Livestock manure management and use by smallholder farmers, an assessment in Battambang province in Cambodia
Céline Keiser, Nancy Bourgeois, Alessandra Giuliani, Erica Chiajui Wu
Bern University of Applied Sciences, School of Agricultural, Forest and Food Sciences (HAFL), Switzerland
In Cambodia, soil depletion presents a serious threat for the agricultural production. Livestock manure can contribute with its organic content to a better soil fertility. However, not much is known about the manure management practices in Cambodia. Therefore the aim of the study is to generate basic knowledge about the farmers practices regarding farmyard manure management, including collection, storage and processing practices and the final use of the manure. Focus is laid on the management of cattle and chicken manure. In addition, some information was collected regarding pig manure. To gather data, a survey involving 68 semi-structured household interviews and seven key informant interviews were conducted. The target households and key informants were selected in six different villages in two communes in the district of Rottanak Mondol in Battambang province, located in the north-western part of Cambodia. To select the interviewed households, a non-random purposive multistage sampling was applied. The study was imbedded in a project about conservation agriculutre, which is implemented by the Swiss NGO Swisscontact in cooperation with the National University of Battambang (NUBB). The main results show that the majority of the respondents collects the cattle and chicken manure and stores it on simple heaps. The manure is stored on natural floor and not protected from weathering. Generally, the manure is not processed, only a small number of farmers did burn the manure and very few sold the manure to traders or cash crop producers. Around 70 % of the interviewed households apply the cattle manure on their own crops (mainly rice and cassava). For chicken manure it was 83 % of the chicken keeping households and chicken manure was used mainly in the home garden. Main reasons for not using the manure are time consuming and hard work needed to collect, transport and apply the manure compared to the easy application of chemical fertiliser. Secondly, some respondents were complaining about more weeds growing in the field after applying manure. Especially storage and processing practices have potential for improvement. By for example protecting the storage sites from weathering with a simple roof the loss of nutrients could be reduced. Furthermore, composting of manure would diminish its volume and make the transport and application easier. By improving the present practices some of the problems mentioned by the respondents as reasons for not applying manure on their crops would already be solved.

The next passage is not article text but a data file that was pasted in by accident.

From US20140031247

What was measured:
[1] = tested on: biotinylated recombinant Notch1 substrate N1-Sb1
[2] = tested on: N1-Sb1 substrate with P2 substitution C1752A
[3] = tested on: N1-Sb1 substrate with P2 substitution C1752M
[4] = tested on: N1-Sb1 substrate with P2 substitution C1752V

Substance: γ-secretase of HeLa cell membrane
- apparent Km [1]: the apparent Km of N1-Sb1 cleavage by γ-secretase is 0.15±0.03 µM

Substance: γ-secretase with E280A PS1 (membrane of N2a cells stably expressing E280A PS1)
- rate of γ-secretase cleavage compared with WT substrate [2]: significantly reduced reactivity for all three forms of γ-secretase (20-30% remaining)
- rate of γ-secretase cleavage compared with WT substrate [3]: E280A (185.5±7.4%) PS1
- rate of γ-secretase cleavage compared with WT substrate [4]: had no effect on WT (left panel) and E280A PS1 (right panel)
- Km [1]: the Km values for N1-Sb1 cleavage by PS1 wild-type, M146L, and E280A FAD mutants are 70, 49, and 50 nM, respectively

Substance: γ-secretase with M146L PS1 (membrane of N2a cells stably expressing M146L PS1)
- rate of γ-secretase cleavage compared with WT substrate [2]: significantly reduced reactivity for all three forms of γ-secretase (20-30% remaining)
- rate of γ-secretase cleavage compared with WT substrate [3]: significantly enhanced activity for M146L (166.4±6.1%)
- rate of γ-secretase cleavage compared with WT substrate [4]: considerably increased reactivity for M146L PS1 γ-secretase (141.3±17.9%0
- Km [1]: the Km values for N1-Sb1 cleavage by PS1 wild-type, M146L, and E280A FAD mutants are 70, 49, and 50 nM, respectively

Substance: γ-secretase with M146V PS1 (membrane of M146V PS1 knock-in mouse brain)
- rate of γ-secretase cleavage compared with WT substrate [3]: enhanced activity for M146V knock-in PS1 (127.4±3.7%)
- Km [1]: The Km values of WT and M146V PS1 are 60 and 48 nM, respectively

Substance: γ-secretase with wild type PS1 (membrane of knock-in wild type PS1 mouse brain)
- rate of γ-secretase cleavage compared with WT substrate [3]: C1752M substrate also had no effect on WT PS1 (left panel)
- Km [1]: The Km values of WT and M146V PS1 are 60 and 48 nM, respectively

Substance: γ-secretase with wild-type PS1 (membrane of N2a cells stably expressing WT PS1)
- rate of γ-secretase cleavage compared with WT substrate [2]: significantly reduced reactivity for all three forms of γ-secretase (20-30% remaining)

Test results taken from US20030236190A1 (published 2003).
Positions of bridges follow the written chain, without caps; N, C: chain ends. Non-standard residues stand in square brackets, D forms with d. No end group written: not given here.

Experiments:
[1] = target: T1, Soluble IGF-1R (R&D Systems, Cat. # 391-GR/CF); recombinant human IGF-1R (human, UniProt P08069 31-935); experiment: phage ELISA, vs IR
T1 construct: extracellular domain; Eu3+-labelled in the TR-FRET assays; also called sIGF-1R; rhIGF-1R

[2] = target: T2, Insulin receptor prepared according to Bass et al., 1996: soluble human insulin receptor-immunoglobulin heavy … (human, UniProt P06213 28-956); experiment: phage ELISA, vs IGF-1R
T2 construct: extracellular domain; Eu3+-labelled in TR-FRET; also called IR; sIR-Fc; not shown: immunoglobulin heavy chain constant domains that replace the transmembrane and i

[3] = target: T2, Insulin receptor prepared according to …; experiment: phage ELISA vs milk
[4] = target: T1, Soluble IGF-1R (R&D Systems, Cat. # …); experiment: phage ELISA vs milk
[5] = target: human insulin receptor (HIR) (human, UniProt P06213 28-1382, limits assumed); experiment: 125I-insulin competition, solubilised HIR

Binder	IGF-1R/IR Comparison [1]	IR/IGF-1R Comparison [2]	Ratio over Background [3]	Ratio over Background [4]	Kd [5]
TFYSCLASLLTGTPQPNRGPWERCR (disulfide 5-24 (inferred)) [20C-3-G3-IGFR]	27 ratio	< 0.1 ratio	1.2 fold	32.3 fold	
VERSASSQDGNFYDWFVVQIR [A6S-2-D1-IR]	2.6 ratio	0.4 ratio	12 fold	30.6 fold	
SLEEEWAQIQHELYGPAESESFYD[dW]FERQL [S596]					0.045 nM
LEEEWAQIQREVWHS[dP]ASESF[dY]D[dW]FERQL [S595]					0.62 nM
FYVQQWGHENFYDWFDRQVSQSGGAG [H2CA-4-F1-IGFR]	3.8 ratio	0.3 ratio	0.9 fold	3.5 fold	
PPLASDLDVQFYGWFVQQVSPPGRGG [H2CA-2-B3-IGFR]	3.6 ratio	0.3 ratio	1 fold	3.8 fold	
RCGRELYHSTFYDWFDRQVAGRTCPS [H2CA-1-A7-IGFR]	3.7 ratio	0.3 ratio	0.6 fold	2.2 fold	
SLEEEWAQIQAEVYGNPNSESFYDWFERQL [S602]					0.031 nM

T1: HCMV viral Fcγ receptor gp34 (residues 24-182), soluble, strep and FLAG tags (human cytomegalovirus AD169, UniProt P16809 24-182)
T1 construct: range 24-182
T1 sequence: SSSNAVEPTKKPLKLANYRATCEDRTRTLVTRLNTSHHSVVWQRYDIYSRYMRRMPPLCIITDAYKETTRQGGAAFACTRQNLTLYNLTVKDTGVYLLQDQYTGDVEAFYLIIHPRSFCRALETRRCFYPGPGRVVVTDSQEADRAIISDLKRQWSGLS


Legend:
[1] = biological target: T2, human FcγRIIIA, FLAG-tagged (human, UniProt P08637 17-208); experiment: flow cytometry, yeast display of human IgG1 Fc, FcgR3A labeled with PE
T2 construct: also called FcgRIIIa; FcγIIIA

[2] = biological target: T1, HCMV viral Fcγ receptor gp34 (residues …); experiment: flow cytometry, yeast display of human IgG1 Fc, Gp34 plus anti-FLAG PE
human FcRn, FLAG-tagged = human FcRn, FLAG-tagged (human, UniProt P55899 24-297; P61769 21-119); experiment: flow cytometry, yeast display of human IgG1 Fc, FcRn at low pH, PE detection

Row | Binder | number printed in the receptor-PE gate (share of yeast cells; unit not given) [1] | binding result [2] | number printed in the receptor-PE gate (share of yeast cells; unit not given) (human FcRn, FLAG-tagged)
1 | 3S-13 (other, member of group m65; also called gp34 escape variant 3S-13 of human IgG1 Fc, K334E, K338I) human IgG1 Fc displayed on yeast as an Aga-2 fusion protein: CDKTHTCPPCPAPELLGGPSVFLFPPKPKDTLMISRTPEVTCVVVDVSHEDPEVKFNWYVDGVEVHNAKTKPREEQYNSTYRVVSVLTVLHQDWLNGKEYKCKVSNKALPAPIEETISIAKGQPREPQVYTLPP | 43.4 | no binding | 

Keywords: Cambodia, cattle manure, chicken manure, livestock waste management, soil fertility, Southeast Asia
Contact Address: Céline Keiser, Bern University of Applied Sciences, School of Agricultural, Forest and Food Sciences (HAFL), Bern, Switzerland, e-mail: celine.serhotmail.ch